Dentist Walter Palmer, who remains under fire for the death of Cecil the Lion, returned to work Tuesday morning to protests. Upon his arrival at the suburban Minneapolis office, Palmer was flanked by reporters and police escorts as he walked by a group of angry sign-holders. This spectacle was unavoidable, considering how Walter dropped out of sight for more than a month. He then announced his return to work in an interview that dropped Monday at the stroke of midnight. These protesters had the entirety of Labor Day to draw signs and plan for his arrival.
As you can see, the mob decorated Palmer’s office door with stuffed lions, bears, elephants, and signage that promised “a deep cavity waiting” for him.
All of this sounds very dramatic, but the Hollywood Reporter says police also had time to prepare for this occasion. They blocked off a large area around the clinic to prevent a huge crowd from forming. Only a small gathering made it through the traffic barricades, and it sounds like some of them parked in the surrounding neighborhoods and made the trek to Palmer’s office:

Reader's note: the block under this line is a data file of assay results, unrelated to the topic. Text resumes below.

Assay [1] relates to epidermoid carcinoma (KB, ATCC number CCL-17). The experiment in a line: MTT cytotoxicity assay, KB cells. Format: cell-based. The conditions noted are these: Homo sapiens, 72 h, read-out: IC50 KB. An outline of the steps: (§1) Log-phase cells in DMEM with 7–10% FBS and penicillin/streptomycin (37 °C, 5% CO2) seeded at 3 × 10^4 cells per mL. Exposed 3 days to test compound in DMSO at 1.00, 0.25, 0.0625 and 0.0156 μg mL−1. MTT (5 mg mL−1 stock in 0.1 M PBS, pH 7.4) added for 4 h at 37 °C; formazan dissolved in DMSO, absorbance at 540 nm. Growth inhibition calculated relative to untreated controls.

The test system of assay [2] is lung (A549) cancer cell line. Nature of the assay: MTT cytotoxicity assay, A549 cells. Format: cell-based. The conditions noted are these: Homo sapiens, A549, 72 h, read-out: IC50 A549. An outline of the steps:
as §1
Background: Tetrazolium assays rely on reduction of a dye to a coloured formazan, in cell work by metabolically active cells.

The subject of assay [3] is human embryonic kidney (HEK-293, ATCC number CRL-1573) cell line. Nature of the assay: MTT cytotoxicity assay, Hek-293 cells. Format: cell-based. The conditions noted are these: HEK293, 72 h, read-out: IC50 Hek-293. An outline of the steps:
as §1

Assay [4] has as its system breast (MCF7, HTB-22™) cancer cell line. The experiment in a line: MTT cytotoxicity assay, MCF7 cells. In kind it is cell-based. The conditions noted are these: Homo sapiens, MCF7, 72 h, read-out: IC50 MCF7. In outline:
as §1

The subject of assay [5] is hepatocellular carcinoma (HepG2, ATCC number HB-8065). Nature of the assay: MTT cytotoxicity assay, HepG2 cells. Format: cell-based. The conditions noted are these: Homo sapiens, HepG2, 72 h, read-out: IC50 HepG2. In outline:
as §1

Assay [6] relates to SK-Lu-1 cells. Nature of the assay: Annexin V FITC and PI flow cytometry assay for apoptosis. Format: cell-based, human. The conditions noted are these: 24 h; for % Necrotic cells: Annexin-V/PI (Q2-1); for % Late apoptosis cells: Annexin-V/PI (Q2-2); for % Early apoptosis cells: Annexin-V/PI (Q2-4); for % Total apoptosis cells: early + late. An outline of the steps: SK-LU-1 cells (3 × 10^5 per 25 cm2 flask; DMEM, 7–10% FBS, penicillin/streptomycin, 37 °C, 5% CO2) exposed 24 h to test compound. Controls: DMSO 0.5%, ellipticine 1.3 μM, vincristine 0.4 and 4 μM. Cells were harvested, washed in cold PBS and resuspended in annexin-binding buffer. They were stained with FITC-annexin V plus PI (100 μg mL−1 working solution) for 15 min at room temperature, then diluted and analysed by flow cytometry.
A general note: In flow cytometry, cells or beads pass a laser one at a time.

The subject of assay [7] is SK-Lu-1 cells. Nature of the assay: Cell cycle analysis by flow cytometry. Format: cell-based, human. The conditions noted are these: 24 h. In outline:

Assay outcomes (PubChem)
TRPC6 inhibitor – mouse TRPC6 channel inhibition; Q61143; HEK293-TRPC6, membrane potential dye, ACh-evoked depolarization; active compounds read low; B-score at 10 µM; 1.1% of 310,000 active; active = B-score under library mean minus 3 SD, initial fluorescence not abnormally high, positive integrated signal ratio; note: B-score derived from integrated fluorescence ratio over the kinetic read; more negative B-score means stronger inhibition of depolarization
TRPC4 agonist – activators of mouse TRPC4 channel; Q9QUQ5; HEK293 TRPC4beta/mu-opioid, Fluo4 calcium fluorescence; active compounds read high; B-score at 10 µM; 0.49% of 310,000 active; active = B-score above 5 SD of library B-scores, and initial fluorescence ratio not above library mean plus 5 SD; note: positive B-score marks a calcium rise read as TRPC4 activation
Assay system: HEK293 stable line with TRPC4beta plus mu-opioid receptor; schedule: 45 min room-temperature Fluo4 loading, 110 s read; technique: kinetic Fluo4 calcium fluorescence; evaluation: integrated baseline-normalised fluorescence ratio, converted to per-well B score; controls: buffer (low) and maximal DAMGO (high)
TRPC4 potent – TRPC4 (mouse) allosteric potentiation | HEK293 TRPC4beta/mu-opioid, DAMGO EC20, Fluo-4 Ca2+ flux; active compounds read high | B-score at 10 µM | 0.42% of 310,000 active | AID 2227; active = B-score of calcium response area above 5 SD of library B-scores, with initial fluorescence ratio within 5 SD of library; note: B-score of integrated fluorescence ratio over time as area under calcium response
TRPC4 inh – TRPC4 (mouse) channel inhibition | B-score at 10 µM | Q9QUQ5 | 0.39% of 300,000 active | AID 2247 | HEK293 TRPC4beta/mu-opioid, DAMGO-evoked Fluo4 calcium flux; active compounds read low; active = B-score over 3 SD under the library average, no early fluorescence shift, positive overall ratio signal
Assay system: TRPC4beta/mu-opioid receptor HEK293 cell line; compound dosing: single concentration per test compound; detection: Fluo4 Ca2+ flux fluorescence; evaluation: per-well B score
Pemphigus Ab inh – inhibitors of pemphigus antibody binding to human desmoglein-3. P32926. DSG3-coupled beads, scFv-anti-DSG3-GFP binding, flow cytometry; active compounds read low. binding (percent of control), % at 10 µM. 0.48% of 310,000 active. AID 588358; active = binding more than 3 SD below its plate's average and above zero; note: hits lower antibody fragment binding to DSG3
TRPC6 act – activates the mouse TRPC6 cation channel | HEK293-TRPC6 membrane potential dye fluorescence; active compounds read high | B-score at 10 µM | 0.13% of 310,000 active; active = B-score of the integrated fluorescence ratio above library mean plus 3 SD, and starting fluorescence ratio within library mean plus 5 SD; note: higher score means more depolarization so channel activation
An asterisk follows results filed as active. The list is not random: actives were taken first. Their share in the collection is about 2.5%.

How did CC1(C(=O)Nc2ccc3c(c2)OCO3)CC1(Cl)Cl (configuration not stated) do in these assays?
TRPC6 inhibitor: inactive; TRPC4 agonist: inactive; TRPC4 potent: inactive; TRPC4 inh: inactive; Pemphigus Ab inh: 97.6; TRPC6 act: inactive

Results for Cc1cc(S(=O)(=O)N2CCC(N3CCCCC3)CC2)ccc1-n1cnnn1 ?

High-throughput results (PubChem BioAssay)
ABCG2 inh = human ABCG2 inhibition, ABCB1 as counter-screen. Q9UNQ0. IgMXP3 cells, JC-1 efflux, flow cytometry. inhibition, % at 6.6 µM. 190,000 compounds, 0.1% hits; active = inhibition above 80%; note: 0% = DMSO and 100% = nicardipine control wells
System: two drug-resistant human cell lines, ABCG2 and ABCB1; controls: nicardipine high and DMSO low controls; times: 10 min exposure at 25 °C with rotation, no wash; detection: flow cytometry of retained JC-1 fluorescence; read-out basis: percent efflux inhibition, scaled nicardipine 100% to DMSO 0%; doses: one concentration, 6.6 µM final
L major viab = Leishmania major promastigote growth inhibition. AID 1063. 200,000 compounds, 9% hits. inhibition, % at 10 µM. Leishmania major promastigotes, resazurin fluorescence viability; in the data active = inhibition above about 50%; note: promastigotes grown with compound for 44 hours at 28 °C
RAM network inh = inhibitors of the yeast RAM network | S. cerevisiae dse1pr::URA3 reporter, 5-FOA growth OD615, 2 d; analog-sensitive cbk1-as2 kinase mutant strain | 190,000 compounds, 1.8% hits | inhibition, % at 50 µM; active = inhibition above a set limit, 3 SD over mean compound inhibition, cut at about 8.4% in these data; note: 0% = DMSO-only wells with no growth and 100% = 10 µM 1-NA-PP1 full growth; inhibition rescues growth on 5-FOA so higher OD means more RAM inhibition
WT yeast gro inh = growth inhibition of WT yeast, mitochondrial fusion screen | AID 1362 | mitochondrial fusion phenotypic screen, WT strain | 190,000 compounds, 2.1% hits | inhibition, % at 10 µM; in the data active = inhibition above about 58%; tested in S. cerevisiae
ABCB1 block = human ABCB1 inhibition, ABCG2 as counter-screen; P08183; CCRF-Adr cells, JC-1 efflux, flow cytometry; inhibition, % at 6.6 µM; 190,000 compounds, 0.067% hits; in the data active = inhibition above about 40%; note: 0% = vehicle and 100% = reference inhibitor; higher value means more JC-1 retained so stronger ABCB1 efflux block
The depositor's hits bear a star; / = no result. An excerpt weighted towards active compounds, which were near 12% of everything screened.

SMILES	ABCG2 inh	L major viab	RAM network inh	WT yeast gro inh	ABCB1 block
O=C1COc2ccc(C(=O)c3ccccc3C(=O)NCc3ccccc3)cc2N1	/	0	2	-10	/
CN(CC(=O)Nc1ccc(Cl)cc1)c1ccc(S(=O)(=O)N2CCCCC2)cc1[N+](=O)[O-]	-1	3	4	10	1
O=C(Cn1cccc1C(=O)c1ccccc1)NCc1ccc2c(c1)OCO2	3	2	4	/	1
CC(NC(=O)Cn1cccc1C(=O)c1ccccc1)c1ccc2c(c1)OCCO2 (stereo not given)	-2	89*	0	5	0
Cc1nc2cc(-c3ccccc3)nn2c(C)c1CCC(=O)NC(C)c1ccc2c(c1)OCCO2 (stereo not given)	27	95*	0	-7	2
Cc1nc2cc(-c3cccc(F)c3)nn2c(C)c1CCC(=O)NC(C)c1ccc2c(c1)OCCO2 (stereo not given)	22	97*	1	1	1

Cathy Pierce, wearing a shirt with Cecil’s photo, yelled “Extradite Palmer” as the dentist was whisked inside the Bloomington clinic.
Stephanie Michaelis, a woman who lives near the clinic, came over to argue with protesters, telling them to leave Palmer alone. She said the uproar over Cecil’s death was overblown and that people should be more concerned about abortions and threats to human life.
Palmer still maintains that he relied upon the knowledge of local guides and did nothing illegal while hunting, tracking, and killing Cecil. Despite threats of extradition on behalf of the Zimbabwean government, no new developments have been made in the case.
Will Palmer’s dentistry practice recover? Protesters vandalized Palmer’s home a month ago, and it sounds like there would be more protesters at his clinic if police weren’t locking down the area. Patients are booked for appointments today, but whether they make it to the clinic is another story. A new patient named Thomas Dressel spoke to U.S. News about how he “trusts Palmer’s account of the hunt and wanted to offer a fellow medical professional some support.”
Here are a couple more photos from Tuesday morning’s protest outside Palmer’s office.